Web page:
Three Ways to Improve your Music Listening Experience
Music is ubiquitous and is one of the most powerful means of human expression. Everyone listens to music at some time but how can you optimize your sonic experience?
Listen in a Quiet Environment
Musicians, audio engineers and producers take a lot of time and expend considerable effort to ensure that you will have an enjoyable experience once you press play. I’m particularly guilty of the crime of listening to music in less than ideal circumstances as I’ve been known to motivate myself with a song or two while running on a treadmill (who doesn’t?), blazing energetic, danceable tunes while studying and just about playing music anywhere and at any time.
There’s nothing wrong with playing music during daily activities when appropriate but it must be understood that this isn’t the optimal way to appreciate all that is going on in the track. Many of the nuances in a piece of music will be lost in a noisy environment or if the listener is distracted. Even the apparent width of a stereo track will disappear leaving a less convincing mono sound.
Expand Your Musical “Palette”
Even something as wonderful as music can lose its charm over time if you listen to the same sounds all the time. Isn’t it awesome that there’s such a wide variety of musical genres that you can’t have possibly listened to them all yet? [Read: Black: The Root of All Music]
I’m not saying you must go out and buy an album of Tibetan throat singing but most of us could do with a slight expansion in our sound repertoire.
Improve Your Music Listening Gear
In case you didn’t know it yet, laptop speakers suck!
I’m sorry to shock you but you had to know. Don’t gloat yet if you don’t have a laptop; the same goes for tablet and smartphone speakers. Not only are some of these speakers so quiet that you can hardly make out anything, most of them represent mid-range frequencies well enough but are extremely poor with bass and high frequencies.
Try listening to your favorite popular single on a pair of these laptop (or tablet or phone) speakers in a quiet environment. Really listen closely. Do the cymbals and hi hats sizzle? Where is that booming bass that hits you squarely in your chest? If this is your primary listening gear you could certainly do with an upgrade my friend and you’re in luck. There are a number of options for boosting you sonic experience without breaking the bank.
High Fidelity (Hi-Fi) Loudspeakers
These may range in price from hundreds to thousands of dollars and may be bookshelf or floor-standing but a boost in your audio quality is guaranteed if you are currently stranded with laptop speakers or worse. I have provided a link below although I personally have more experience with studio monitors that are better suited for music production applications. Hi-fi loudspeaker systems pack a punch and are great for listening to music with friends and family but suffer from a lack of portability. These speakers can be moved around a bit but definitely aren’t meant to be lugged all over town.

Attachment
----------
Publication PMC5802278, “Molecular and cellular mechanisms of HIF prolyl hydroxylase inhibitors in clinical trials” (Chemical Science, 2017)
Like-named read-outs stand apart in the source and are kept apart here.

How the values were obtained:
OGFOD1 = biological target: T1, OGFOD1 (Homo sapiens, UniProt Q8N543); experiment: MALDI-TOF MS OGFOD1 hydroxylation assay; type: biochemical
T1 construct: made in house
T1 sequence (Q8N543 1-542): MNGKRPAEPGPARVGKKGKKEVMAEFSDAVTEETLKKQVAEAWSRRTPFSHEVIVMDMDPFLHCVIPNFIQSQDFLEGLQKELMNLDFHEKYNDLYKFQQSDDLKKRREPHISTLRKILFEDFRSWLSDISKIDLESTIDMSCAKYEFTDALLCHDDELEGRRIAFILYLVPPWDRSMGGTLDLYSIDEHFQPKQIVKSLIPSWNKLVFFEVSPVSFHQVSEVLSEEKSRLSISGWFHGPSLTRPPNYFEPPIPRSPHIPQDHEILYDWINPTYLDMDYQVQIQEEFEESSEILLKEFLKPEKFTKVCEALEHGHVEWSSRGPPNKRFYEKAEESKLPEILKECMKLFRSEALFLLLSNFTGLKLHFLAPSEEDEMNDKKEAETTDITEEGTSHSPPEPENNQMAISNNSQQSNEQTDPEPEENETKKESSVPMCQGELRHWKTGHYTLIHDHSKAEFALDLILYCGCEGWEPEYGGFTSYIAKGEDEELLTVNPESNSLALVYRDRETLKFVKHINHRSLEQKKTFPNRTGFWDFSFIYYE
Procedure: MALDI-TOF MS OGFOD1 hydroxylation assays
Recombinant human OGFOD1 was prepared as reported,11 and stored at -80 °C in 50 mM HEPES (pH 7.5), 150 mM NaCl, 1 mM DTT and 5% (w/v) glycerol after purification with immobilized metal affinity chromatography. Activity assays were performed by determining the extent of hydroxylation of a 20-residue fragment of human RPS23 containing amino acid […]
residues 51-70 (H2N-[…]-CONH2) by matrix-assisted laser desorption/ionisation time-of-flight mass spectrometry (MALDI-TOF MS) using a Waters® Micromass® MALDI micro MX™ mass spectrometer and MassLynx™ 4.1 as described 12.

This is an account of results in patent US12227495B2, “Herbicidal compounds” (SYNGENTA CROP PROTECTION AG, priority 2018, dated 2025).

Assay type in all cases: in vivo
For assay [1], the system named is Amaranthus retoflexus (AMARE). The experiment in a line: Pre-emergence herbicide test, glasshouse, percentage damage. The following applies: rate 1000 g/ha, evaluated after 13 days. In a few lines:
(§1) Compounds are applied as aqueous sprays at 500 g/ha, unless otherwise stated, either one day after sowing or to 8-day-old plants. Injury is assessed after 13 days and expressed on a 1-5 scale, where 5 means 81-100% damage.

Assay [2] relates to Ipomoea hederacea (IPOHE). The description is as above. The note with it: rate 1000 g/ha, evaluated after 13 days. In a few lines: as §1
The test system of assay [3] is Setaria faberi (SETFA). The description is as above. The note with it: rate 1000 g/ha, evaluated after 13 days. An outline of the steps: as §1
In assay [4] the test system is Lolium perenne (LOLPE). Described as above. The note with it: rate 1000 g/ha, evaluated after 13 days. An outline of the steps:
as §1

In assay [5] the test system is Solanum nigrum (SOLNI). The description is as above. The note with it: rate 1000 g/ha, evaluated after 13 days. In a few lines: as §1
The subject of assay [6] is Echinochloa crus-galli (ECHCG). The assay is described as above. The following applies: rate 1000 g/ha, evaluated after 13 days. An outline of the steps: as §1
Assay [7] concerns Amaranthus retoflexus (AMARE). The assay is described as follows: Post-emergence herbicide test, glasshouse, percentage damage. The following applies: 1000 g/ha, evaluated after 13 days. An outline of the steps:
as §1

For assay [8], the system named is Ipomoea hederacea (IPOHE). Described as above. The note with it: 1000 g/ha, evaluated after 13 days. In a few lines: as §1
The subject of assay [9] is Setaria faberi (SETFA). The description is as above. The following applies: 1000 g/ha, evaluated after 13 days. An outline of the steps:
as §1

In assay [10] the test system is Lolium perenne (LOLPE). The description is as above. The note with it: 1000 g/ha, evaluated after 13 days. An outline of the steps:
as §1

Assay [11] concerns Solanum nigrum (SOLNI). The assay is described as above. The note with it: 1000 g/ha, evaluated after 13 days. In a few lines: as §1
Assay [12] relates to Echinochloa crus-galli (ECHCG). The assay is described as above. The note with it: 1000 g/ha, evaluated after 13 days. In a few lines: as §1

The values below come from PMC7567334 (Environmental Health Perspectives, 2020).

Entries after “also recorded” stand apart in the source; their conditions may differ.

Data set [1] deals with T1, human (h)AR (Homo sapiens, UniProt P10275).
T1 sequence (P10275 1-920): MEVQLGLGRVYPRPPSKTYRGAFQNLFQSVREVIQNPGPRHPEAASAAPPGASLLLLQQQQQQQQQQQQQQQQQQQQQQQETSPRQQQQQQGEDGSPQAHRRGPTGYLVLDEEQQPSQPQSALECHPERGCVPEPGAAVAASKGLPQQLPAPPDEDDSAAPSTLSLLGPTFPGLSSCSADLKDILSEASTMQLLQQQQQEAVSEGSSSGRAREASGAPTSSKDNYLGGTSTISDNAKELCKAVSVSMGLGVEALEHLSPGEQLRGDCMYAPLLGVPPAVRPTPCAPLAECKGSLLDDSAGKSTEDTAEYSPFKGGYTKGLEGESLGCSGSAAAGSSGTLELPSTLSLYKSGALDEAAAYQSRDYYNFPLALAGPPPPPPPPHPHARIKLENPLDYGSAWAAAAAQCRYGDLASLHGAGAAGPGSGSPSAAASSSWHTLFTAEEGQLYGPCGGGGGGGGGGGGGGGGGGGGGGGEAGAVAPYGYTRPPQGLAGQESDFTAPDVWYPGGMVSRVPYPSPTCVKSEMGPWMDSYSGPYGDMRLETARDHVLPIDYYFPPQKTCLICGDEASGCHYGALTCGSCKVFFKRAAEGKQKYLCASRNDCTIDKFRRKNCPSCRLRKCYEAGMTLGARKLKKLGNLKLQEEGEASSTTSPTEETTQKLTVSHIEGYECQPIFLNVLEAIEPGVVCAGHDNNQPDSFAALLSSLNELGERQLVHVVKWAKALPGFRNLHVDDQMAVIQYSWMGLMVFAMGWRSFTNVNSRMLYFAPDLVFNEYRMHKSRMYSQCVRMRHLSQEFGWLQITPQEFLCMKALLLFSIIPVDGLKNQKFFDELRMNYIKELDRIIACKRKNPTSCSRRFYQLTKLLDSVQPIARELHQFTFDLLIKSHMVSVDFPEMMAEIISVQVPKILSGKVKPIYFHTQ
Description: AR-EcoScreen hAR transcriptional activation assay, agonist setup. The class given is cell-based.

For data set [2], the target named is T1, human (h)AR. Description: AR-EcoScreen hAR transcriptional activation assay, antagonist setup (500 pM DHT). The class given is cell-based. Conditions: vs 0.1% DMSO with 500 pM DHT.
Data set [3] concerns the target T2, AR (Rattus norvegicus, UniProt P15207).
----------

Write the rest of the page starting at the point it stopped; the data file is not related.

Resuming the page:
This is where I can definitely give my two cents. I’ve used a myriad of headphones and earbuds over the years and two in particular have stood out.
Sony MDR Series
Be prepared to be walloped by pure musical goodness. I don’t remember the exact model number but these headphones turned me into a musical recluse for a short time in university and their over-ear design kept outside disturbances to a minimum. Possibly their next best selling point after audio quality and absolute awesomeness is their comfort. The cushions in these made me feel like I was wearing a pair of Hushpuppies on my ears. I can’t help but look back fondly at these headphones. I loved them enough to buy a second pair when they had done their time. Both pairs eventually succumbed to issues with internal wiring coming loose but nothing that a soldering gun couldn’t probably have fixed.
Sennheiser HD 280 Pro
The Germans may not have one the war but they sure won me over with these beauties. German engineering and design are legendary and the HD 280 Pro is no different. The comfort level may not be quite as phenomenal as the Sony MDR models but the sound quality is similar and the durability is exceptional. So far with 6 years of almost continuous use these show little sign of deterioration and they are still my choice for personal listening and supplementary monitoring.
An ideal environment and the the right equipment can be the difference between a stellar and a lacklustre musical experience. Nevertheless, whether you own a humble pair of earbuds or the fanciest new stereo system I must admit that most are good enough for casual listening purposes. Happy listening!
icon-quote-right If music be the food of love, play on
— William Shakespeare, Twelfth Night